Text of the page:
US/AZ deal; Alkermes’ Schizophrenia drug; Innovent/Lilly’s China market expansion; Rejection for Avenue

Posted on Oct 13, 2020 by Delveinsight

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U.S., AstraZeneca strikes an antibody treatment USD 486 million deal

The U.S. government awarded the pharma giant AstraZeneca a sum of USD 486 million for the development of up to 100,000 corona vaccine doses. The deal, under Operation Warp Speed, will people the manufacturing of antibody doses and facilitate the smooth conducting of Phase III trials. 

AstraZeneca’s antibody treatment, although, is similar to Regeneron’s antibody cocktail treatment, however, its vaccine, which is a combination of two LAABs derived from patients who recovered from COVID-19, has the potential to not only treat but also prevent the spread of the virus in already infected COVID-19 patients. 

The decision is in response to rising cases of COVID-19 throughout America. The US government hopes to get access to enough experimental antibody treatments for its citizens. As of today, the US has reported over 7 Million confirmed cases of COVID-19 with deaths surpassing 214 K. 

FDA advisory panel clears Alkermes’ Schizophrenia drug, ALKS 3831

Alkermes’ experimental antipsychotic drug, ALKS 3831 (olanzapine/samidorphan) for schizophrenia and bipolar I disorder received clearance from the US FDA expert advisory committee review. 

The company is planning to file for approval in both schizophrenia and bipolar I disorder based on a six-month trial in which ALKS 3831 bested Zyprexa on measures of weight gain. 

Although there were hurdles as the authority has concerned regarding the effects of an opioid antagonist on patients, including painkilling effects, withdrawal symptoms, and overdose. However, the drug received an overwhelming response from the committees – The joint meeting of the Psychopharmacologic Drugs Advisory Committee and the Drug Safety and Risk Management Advisory Committee.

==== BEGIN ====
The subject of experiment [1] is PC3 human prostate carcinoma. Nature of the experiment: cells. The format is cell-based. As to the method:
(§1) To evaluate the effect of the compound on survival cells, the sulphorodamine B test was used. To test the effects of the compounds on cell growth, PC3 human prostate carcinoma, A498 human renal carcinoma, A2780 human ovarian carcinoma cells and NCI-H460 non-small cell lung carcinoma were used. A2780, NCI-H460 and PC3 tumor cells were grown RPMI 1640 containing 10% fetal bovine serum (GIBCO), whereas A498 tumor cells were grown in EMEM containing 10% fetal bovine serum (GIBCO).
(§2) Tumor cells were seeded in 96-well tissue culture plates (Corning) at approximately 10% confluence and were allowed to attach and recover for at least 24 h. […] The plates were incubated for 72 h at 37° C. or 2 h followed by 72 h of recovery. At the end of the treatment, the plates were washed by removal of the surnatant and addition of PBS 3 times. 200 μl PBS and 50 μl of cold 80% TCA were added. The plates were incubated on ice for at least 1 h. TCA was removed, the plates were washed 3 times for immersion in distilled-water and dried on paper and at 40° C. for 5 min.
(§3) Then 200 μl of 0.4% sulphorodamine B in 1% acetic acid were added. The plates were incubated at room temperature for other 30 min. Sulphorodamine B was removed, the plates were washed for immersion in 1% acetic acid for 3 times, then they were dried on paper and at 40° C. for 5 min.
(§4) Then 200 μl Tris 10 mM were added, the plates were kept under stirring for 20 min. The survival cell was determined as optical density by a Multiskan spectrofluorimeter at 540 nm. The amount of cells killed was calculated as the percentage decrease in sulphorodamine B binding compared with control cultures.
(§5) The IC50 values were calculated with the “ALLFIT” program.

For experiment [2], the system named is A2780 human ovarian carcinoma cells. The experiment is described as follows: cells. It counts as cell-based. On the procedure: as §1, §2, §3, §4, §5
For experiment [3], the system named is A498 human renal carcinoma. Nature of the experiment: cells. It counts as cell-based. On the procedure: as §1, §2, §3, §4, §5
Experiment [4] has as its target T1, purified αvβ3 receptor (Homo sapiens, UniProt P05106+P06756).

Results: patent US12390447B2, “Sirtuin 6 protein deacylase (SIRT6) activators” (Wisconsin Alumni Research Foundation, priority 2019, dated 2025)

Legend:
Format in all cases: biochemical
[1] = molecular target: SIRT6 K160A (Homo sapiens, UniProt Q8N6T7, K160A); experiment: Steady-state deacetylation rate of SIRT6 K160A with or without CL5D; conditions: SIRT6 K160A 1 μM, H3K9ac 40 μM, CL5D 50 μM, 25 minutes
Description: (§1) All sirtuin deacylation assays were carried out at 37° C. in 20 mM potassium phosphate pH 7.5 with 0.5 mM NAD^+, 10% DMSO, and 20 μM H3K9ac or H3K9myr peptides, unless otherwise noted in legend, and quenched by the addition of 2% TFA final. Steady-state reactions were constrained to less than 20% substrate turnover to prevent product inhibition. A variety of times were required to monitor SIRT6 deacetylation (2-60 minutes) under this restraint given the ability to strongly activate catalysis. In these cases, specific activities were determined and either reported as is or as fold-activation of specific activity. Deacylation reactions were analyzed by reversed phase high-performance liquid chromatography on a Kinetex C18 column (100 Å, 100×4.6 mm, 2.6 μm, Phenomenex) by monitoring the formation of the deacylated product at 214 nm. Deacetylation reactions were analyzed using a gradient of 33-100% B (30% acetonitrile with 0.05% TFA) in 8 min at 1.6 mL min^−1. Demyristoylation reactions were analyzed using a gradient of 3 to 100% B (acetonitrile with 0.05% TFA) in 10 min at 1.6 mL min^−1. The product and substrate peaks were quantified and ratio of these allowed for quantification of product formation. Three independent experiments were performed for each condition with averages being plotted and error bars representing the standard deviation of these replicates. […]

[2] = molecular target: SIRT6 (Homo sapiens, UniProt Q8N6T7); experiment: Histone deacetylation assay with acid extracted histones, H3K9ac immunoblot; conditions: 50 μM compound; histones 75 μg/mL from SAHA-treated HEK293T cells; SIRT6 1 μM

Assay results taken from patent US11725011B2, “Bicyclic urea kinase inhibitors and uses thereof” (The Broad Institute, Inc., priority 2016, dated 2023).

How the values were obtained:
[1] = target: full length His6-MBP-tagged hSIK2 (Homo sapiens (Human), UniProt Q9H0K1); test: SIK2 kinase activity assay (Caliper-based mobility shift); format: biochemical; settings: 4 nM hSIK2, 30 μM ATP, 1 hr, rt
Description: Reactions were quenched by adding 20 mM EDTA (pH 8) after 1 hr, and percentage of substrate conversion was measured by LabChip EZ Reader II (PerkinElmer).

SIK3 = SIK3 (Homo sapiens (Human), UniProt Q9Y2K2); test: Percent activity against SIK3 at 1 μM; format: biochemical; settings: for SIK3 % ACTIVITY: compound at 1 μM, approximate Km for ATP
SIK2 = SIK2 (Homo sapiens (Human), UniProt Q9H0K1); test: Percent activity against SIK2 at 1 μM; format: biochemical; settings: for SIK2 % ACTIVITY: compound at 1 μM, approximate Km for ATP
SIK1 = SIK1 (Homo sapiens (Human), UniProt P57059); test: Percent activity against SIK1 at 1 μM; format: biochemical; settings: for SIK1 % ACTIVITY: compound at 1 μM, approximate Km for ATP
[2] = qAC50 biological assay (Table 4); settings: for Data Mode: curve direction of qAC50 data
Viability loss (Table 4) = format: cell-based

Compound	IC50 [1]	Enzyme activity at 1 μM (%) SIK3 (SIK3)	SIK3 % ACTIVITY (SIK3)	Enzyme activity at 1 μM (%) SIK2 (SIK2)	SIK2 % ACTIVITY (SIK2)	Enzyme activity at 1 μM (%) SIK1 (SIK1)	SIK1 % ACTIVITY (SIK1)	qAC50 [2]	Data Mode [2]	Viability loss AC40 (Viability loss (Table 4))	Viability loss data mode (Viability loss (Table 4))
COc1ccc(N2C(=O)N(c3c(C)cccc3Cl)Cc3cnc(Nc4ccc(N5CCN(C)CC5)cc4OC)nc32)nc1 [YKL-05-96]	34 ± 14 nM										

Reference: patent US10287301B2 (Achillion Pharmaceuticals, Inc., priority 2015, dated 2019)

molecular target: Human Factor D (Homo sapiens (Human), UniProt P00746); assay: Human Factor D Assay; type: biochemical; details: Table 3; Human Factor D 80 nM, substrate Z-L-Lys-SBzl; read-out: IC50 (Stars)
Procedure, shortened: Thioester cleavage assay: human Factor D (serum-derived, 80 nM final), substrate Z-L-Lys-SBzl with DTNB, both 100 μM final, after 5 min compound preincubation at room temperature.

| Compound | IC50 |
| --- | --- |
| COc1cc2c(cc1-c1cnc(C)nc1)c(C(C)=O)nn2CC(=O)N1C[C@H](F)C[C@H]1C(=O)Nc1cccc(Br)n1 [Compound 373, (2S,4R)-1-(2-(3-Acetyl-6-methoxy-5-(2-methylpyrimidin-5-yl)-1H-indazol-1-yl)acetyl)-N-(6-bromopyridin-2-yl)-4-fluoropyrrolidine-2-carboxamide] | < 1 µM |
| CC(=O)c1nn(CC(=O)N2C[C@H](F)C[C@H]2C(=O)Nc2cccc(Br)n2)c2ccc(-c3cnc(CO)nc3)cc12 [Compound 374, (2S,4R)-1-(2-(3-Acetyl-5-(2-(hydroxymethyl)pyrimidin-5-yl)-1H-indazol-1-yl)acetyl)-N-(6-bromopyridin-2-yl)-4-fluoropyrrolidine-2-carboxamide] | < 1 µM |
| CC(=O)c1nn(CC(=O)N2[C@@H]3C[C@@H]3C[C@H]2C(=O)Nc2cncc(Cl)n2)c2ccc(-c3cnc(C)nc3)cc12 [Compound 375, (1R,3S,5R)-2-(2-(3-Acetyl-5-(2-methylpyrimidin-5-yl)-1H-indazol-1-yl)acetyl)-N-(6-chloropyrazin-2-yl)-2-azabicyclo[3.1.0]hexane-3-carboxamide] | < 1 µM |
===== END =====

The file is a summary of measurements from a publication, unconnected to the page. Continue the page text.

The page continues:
Innovent/Lilly’s rituximab injection receives a green signal in China 

Innovent Biologics and Eli Lilly jointly announced the approval of commercialization of their rituximab injection, Halpryza, in the Chinese market for the treatment of diffuse large B cell lymphoma (DLBCL), follicular lymphoma, and chronic lymphocytic leukemia.  

The collaboration between the companies started in 2015, and this joint venture is an expansion of the one done for Tyvyt (sintilimab injection). The duo has developed and launched Tyvyt in China, which further expanded to developing three antibodies for oncology indications, a diabetes treatment, besides Halpryza.

Rituximab injections have long been available in the pharmaceutical market, first approved by the USFDA in 1997, and is recommended for non-Hodgkin’s lymphoma, chronic lymphocytic leukemia, rheumatoid arthritis, granulomatosis with polyangiitis, microscopic polyangiitis, and moderate to severe pemphigus vulgaris. 

FDA rejects NDA filed by Avenue Therapeutics drug for IV Tramadol

Avenue Therapeutics has announced the rejection from the USFDA for its New Drug Application for its intravenous formulation of tramadol due to safety issues for the US market. 

The company noted that Phase III trial results demonstrated statistically significant results and met all the primary and many secondary endpoints. However, the US FDA has rejected the NDA, stating concerns over the potential necessity and safety of patients to use an opioid to treat their pain alongside tramadol in the Complete Response Letter. Further, there are concerns over opioid “stacking” and a likelihood of increased chances of opioid-related adverse effects. 

The company believes that the IV formulation of tramadol has the potential to emerge as an efficient treatment option for patients in the US and plans to resolve the issues raised. 

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